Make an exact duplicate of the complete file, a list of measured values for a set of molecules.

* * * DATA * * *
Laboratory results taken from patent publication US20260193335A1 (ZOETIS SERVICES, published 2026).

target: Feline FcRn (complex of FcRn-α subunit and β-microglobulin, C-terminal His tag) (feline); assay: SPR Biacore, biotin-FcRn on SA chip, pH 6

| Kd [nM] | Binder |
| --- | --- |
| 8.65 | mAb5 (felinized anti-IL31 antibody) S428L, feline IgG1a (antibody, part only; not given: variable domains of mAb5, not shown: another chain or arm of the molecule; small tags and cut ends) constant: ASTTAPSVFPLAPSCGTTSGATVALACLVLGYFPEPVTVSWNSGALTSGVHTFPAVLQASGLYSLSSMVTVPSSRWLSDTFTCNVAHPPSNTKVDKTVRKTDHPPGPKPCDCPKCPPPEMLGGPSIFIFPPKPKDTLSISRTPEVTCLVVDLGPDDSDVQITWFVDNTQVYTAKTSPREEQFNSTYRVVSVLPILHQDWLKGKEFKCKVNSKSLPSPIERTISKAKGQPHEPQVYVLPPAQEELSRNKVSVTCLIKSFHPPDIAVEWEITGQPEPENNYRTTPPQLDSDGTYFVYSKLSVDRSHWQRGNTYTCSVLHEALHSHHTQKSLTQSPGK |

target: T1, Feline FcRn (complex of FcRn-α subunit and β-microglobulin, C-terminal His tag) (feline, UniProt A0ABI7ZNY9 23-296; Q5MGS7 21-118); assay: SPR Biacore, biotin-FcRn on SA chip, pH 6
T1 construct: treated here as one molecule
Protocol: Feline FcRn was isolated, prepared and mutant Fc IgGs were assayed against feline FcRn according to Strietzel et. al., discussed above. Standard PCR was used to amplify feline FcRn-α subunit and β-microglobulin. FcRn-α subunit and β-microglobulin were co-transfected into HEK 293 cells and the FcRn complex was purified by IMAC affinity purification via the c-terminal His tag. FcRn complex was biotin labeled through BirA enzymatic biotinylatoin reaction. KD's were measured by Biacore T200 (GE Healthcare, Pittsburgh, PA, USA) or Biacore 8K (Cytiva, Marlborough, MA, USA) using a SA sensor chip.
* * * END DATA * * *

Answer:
Laboratory results taken from patent publication US20260193335A1 (ZOETIS SERVICES, published 2026).

target: Feline FcRn (complex of FcRn-α subunit and β-microglobulin, C-terminal His tag) (feline); assay: SPR Biacore, biotin-FcRn on SA chip, pH 6

| Kd [nM] | Binder |
| --- | --- |
| 8.65 | mAb5 (felinized anti-IL31 antibody) S428L, feline IgG1a (antibody, part only; not given: variable domains of mAb5, not shown: another chain or arm of the molecule; small tags and cut ends) constant: ASTTAPSVFPLAPSCGTTSGATVALACLVLGYFPEPVTVSWNSGALTSGVHTFPAVLQASGLYSLSSMVTVPSSRWLSDTFTCNVAHPPSNTKVDKTVRKTDHPPGPKPCDCPKCPPPEMLGGPSIFIFPPKPKDTLSISRTPEVTCLVVDLGPDDSDVQITWFVDNTQVYTAKTSPREEQFNSTYRVVSVLPILHQDWLKGKEFKCKVNSKSLPSPIERTISKAKGQPHEPQVYVLPPAQEELSRNKVSVTCLIKSFHPPDIAVEWEITGQPEPENNYRTTPPQLDSDGTYFVYSKLSVDRSHWQRGNTYTCSVLHEALHSHHTQKSLTQSPGK |

target: T1, Feline FcRn (complex of FcRn-α subunit and β-microglobulin, C-terminal His tag) (feline, UniProt A0ABI7ZNY9 23-296; Q5MGS7 21-118); assay: SPR Biacore, biotin-FcRn on SA chip, pH 6
T1 construct: treated here as one molecule
Protocol: Feline FcRn was isolated, prepared and mutant Fc IgGs were assayed against feline FcRn according to Strietzel et. al., discussed above. Standard PCR was used to amplify feline FcRn-α subunit and β-microglobulin. FcRn-α subunit and β-microglobulin were co-transfected into HEK 293 cells and the FcRn complex was purified by IMAC affinity purification via the c-terminal His tag. FcRn complex was biotin labeled through BirA enzymatic biotinylatoin reaction. KD's were measured by Biacore T200 (GE Healthcare, Pittsburgh, PA, USA) or Biacore 8K (Cytiva, Marlborough, MA, USA) using a SA sensor chip.